Fingerpicking can appear unapproachable for the beginner. I mean, there are a lot of complex picking actions, and it’s all happening simultaneously… and it can be overwhelming. It doesn’t have to be, though. In fact, if you have a good teacher, it isn’t overwhelming at all. If you want to learn fingerpicking for beginners, these are the top three lessons to check out.
A quick thought exercise:
Can you imagine if, when we spoke, our brains had to process letter-by-letter. If I had to think, “h-e-l-l-o” just in order to get out the word “Hello!”? It would be impossible!
Our brain handles this complexity by a process called “chunking”. We chunk together smaller parts into a single larger unit. The letters h-e-l-l-o become a single remembered word: “hello”. And even words get chunked together into larger parts. For example, think about how automatic it is to say “God bless you” when someone sneezes. You don’t have to think through creating that sentence at all.
Fingerstyle guitar is similar. Instead of combining letters into words, we combine chords and picking patterns. First you start off learning the chord shapes. And you go through the sheer grit repetitiveness of practicing fingerpicking patterns. But once you have those small parts in place, it becomes easy to combine them into the style of playing that we call “fingerpicking” or “fingerstyle” guitar.
FYI: “Travis picking”, if you’re familiar with that term, is a very particular (and popular) version of this. In Travis picking, the strumming hands thumb plucks the bass notes of the guitar (the low ‘E’ and ‘A’ string), and the 1st, middle, and 3rd fingers pick in the higher strings in a repeating pattern. This type of playing shows up everywhere from Paul Simon to John Denver to Tommy Emmanuel. It forms the basis for most of what we think of as “fingerpicking” guitar.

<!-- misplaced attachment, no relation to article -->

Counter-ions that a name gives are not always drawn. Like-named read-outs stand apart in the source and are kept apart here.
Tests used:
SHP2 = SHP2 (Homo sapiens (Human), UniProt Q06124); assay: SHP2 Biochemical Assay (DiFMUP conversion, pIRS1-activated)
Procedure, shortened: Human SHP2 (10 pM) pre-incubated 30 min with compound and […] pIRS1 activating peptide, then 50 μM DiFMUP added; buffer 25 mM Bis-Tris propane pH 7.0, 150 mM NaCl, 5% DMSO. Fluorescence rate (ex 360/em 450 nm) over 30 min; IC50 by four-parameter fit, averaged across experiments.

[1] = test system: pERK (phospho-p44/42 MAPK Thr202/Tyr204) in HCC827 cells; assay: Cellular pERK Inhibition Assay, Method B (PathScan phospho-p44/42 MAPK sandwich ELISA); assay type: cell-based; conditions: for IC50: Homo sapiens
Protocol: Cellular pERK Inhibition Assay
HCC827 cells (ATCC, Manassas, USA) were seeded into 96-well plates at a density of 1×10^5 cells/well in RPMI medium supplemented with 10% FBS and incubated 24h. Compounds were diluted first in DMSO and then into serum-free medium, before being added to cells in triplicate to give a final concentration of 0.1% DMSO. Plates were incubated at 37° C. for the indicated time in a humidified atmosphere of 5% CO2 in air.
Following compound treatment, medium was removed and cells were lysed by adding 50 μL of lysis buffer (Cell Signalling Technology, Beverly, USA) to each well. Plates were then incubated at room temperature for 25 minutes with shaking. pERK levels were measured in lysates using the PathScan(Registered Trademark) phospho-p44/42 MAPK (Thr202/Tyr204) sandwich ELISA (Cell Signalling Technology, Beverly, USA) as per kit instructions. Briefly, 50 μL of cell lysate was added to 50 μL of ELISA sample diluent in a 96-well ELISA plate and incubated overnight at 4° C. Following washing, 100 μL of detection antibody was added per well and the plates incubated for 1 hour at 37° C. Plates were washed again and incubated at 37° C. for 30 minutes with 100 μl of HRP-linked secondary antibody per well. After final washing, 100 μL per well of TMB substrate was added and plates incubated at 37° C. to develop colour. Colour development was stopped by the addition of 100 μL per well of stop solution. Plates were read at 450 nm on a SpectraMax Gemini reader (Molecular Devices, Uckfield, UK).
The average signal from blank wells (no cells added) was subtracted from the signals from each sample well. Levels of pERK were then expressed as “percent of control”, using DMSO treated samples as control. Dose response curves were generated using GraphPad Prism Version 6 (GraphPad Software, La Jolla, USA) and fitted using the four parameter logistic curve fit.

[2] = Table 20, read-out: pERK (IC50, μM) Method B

If you want to learn fingerpicking, and in particular Travis picking, here are the three lessons you should check out:
Fingerstyle With Don Ross
Don Ross does the best job here of walking you through the mechanics of Travis picking. Don’s teaching style is articulate and patient, and a perfectly paced explanation of fingerpicking for beginners. Highly recommended.
Tommy Emmanuel’s Fingerstyle Milestones
Tommy has a unique approach to fingerpicking because he uses a thumb pick. And his performances are blistering fast. The concepts and mechanics are the same, though, and Tommy breaks his technique down to the basics in this course to walk you through it. Perhaps most importantly, he provides a series of exercises and practice riffs to get your fingers moving in the right patterns.
GuitarTricks is an online video lesson provider. They specialize in delivering a “curriculum” approach to lessons. Instead of just teaching an isolated technique, they provide a pathway of lessons that develop your skills over time. If you want to incorporate fingerpicking into a larger learning journey, this may be a great fit for you.
There are lot of lessons out there on Youtube and other platforms as well.
So if you have some other lessons that you would recommend on fingerpicking for beginners…